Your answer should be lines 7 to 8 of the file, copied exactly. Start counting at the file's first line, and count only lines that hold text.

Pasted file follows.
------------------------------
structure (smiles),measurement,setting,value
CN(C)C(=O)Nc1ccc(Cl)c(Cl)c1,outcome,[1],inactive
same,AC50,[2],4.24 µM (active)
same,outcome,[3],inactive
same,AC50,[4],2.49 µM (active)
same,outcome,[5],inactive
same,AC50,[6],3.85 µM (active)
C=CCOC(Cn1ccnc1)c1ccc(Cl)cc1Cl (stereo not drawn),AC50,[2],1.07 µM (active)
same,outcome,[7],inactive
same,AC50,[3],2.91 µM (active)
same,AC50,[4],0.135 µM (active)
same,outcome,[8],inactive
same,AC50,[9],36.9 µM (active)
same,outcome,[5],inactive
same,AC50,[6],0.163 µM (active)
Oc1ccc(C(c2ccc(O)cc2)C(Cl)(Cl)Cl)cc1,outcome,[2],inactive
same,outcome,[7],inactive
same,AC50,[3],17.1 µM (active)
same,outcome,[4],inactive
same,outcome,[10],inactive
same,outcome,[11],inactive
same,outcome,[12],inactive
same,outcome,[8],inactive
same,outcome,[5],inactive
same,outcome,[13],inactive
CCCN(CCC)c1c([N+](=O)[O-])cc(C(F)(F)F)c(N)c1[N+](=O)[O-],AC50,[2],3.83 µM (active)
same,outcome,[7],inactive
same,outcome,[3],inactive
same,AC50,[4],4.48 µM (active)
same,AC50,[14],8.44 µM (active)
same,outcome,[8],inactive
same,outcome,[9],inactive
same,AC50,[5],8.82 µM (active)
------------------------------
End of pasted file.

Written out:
same,AC50,[6],3.85 µM (active)
C=CCOC(Cn1ccnc1)c1ccc(Cl)cc1Cl (stereo not drawn),AC50,[2],1.07 µM (active)